When Home Becomes Work-Comp

Posted by Alison Heller-Ono on May 7, 2020

awkward couch workThe way we work is changing rapidly. We are spending so much time with our technology, it's become like a family member... AKA Alexa! But what is all this exposure doing to our brains, our eyes and our bodies?

Two areas of concern come to mind for employers:

1. The potential for workers' compensation claims arising out of work performed at home for the employer.

2. The risk that work from home becomes a reasonable accommodation request

What is the best way to prepare for these scenarios? 

Current Work Trends in the Viral Age

There are several trends brewing recently as a result of COVID-19 that are affecting the workplace right now. This includes the presumption of claims for essential workers' exposed to the virus, like public safety and hospital workers, delivery workers and grocery workers. This is an obvious and expected trend. 

But what about service workers who primarily use a computer all day; the ones who were sent home to shelter in place? These employees are now at risk for musculoskeletal disorders from postural strain, repetitive tasks and discomfort to other body parts from sitting too long at a poorly designed work area. 

Employers face the same potential exposure to work-related injuries regardless of whether employees are working on company premises or at home.

Marsh, an insurer, advises adjustments need to be made for staff working from home to avoid workers' compensation claims. They also state employees may resist returning to work for fear of interacting with other infected employees/clients/customers. That fear may turn to anxiety creating a need for reasonable accommodation as anxiety is a covered disability.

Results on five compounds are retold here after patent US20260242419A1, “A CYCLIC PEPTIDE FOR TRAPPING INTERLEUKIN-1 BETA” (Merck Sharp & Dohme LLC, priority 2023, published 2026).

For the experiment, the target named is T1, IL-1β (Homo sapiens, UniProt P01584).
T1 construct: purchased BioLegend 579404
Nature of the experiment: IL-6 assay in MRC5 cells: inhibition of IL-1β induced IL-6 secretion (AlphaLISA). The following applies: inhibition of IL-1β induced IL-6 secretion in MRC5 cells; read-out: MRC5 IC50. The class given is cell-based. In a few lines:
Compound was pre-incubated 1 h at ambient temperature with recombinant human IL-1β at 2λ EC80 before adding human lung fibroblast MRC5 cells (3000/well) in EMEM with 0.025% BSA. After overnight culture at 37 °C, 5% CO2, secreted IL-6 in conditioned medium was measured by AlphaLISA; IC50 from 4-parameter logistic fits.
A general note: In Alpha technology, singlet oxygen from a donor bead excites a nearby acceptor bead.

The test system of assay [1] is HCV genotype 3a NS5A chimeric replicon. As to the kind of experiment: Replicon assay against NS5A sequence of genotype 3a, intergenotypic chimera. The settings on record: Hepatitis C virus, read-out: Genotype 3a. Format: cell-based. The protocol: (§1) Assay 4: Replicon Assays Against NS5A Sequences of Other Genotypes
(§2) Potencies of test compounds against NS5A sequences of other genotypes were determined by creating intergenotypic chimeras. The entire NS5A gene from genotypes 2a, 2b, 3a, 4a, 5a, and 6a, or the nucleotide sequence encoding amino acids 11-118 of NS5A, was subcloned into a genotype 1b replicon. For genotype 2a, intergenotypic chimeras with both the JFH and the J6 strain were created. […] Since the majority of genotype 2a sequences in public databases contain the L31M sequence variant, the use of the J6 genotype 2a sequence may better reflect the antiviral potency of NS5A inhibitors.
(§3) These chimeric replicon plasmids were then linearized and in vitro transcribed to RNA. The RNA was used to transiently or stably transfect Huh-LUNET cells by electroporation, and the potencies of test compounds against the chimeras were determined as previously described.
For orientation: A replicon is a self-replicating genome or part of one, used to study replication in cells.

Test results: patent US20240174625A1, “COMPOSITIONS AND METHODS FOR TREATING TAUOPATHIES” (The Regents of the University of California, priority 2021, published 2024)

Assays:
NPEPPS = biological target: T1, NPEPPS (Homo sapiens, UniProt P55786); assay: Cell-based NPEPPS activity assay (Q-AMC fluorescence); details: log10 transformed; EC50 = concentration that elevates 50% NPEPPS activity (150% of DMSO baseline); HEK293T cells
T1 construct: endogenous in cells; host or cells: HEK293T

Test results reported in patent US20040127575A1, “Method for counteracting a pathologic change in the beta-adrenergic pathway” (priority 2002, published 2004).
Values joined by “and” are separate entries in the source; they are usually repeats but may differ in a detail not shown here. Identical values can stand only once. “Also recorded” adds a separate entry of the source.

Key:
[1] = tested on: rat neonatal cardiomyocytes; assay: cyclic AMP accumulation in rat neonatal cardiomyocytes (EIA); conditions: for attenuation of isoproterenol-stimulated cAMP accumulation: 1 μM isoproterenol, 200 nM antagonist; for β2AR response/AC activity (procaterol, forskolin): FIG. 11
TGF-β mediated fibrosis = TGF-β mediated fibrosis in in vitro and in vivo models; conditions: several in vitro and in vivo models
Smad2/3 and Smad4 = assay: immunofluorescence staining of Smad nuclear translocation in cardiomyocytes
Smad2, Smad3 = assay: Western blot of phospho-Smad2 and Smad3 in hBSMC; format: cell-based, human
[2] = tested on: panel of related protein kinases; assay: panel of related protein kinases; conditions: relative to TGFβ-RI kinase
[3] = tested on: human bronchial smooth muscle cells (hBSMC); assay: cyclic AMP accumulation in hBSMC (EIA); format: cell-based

Is Work At Home a Reasonable Accommodation? 

Nixon Peabody, a San Francisco law firm recently stated that working from home may have set a precedent. One thing for certain is with employees working at home now, many of them may not want to return to work.

In a brief by Boardman Clark, LLP, they report employees may demand remote work as an accommodation under the ADA. It may be much more difficult to deny this and claim it as an undue hardship, given they have been allowed to do so during the pandemic. Absent proof of an undue hardship, employers may find it difficult to reject these requests.

The point is to prepare now with justification of why you need employees to return to work.

What Should Employers Do?

If a workers' compensation claim arises while employee is working from home, consider the following actions: 

1. Make sure your Work@Home policy or guide includes a statement regarding workers' compensation advising employee of their rights under the law and to report concerns in a timely manner.

2. Don't assume responsibility for third party injuries and property damage occurring in the home.

3. Perform a thorough injury investigation consistent with what is in your IIPP and other related policies. Include a remote ergonomic evaluation by a professional ergonomics specialist as part of your investigation to identify root causation of the employee's concerns. 

If the condition is a non-occupational injury or medical condition: 

1.  Conduct the interactive process to determine the best reasonable accommodation based on your ADA policy.

2. Request medical certification from the physician.

3. Conduct a remote ergonomics evaluation to assure selection of the correct equipment and advise of other reasonable accommodations. 

Act Quickly to Resolve Employee Concerns

Whether workers' comp or ADA, it is prudent to act quickly to resolve the employee's concerns while working at home. Determine in advance how you will respond to these scenarios; decide what equipment, administrative actions and training you are willing to provide for the employee.  If equipment is needed, arrange delivery and set up of the equipment for the employee. Decide in advance if anything purchased for the home can remain in the home or must be returned to the employer, in case of an adverse employment action. 

Planning ahead will pay off in the short term by reducing stress for both you and your employees. Using ergonomics strategies to minimize claim and ADA costs should be part of your Work@Home policy. 

For more strategies watch this brief silent-slideshow of recent work trends in the age of COVID-19. Leave your comments below. 

Current Work Trends in the Viral Age



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